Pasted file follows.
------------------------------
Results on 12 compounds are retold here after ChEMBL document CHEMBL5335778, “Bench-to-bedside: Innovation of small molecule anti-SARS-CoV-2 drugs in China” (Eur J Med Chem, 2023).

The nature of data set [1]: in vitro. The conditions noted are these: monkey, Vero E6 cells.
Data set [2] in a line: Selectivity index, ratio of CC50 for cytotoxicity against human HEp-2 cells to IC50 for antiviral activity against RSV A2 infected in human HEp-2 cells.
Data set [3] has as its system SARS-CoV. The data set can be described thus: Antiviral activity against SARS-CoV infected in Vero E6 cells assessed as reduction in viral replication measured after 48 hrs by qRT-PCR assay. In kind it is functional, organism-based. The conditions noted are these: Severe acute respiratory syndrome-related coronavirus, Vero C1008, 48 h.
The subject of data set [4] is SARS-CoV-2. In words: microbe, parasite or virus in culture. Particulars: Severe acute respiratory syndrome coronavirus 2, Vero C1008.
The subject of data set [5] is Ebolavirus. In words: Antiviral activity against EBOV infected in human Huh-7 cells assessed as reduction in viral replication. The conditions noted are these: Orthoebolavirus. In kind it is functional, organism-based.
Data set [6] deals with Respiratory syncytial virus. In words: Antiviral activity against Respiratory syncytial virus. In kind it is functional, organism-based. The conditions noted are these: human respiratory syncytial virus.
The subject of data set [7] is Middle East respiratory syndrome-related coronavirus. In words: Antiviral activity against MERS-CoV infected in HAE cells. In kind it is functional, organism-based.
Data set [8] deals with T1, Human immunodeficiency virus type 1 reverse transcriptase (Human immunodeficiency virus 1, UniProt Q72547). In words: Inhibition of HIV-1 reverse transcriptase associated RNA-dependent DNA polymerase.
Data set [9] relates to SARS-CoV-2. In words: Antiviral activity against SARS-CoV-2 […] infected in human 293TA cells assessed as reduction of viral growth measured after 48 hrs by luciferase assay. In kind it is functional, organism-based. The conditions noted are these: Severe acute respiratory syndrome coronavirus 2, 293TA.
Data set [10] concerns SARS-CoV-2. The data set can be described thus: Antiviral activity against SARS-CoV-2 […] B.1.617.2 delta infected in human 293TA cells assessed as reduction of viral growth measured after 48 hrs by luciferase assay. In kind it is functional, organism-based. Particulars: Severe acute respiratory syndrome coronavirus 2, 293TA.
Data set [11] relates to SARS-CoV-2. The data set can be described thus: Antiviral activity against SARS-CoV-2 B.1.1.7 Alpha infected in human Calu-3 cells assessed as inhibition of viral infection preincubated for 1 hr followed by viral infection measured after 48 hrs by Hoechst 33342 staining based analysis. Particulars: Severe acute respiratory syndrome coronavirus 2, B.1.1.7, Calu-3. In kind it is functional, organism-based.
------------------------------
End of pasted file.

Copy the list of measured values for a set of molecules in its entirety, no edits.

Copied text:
Results on 12 compounds are retold here after ChEMBL document CHEMBL5335778, “Bench-to-bedside: Innovation of small molecule anti-SARS-CoV-2 drugs in China” (Eur J Med Chem, 2023).

The nature of data set [1]: in vitro. The conditions noted are these: monkey, Vero E6 cells.
Data set [2] in a line: Selectivity index, ratio of CC50 for cytotoxicity against human HEp-2 cells to IC50 for antiviral activity against RSV A2 infected in human HEp-2 cells.
Data set [3] has as its system SARS-CoV. The data set can be described thus: Antiviral activity against SARS-CoV infected in Vero E6 cells assessed as reduction in viral replication measured after 48 hrs by qRT-PCR assay. In kind it is functional, organism-based. The conditions noted are these: Severe acute respiratory syndrome-related coronavirus, Vero C1008, 48 h.
The subject of data set [4] is SARS-CoV-2. In words: microbe, parasite or virus in culture. Particulars: Severe acute respiratory syndrome coronavirus 2, Vero C1008.
The subject of data set [5] is Ebolavirus. In words: Antiviral activity against EBOV infected in human Huh-7 cells assessed as reduction in viral replication. The conditions noted are these: Orthoebolavirus. In kind it is functional, organism-based.
Data set [6] deals with Respiratory syncytial virus. In words: Antiviral activity against Respiratory syncytial virus. In kind it is functional, organism-based. The conditions noted are these: human respiratory syncytial virus.
The subject of data set [7] is Middle East respiratory syndrome-related coronavirus. In words: Antiviral activity against MERS-CoV infected in HAE cells. In kind it is functional, organism-based.
Data set [8] deals with T1, Human immunodeficiency virus type 1 reverse transcriptase (Human immunodeficiency virus 1, UniProt Q72547). In words: Inhibition of HIV-1 reverse transcriptase associated RNA-dependent DNA polymerase.
Data set [9] relates to SARS-CoV-2. In words: Antiviral activity against SARS-CoV-2 […] infected in human 293TA cells assessed as reduction of viral growth measured after 48 hrs by luciferase assay. In kind it is functional, organism-based. The conditions noted are these: Severe acute respiratory syndrome coronavirus 2, 293TA.
Data set [10] concerns SARS-CoV-2. The data set can be described thus: Antiviral activity against SARS-CoV-2 […] B.1.617.2 delta infected in human 293TA cells assessed as reduction of viral growth measured after 48 hrs by luciferase assay. In kind it is functional, organism-based. Particulars: Severe acute respiratory syndrome coronavirus 2, 293TA.
Data set [11] relates to SARS-CoV-2. The data set can be described thus: Antiviral activity against SARS-CoV-2 B.1.1.7 Alpha infected in human Calu-3 cells assessed as inhibition of viral infection preincubated for 1 hr followed by viral infection measured after 48 hrs by Hoechst 33342 staining based analysis. Particulars: Severe acute respiratory syndrome coronavirus 2, B.1.1.7, Calu-3. In kind it is functional, organism-based.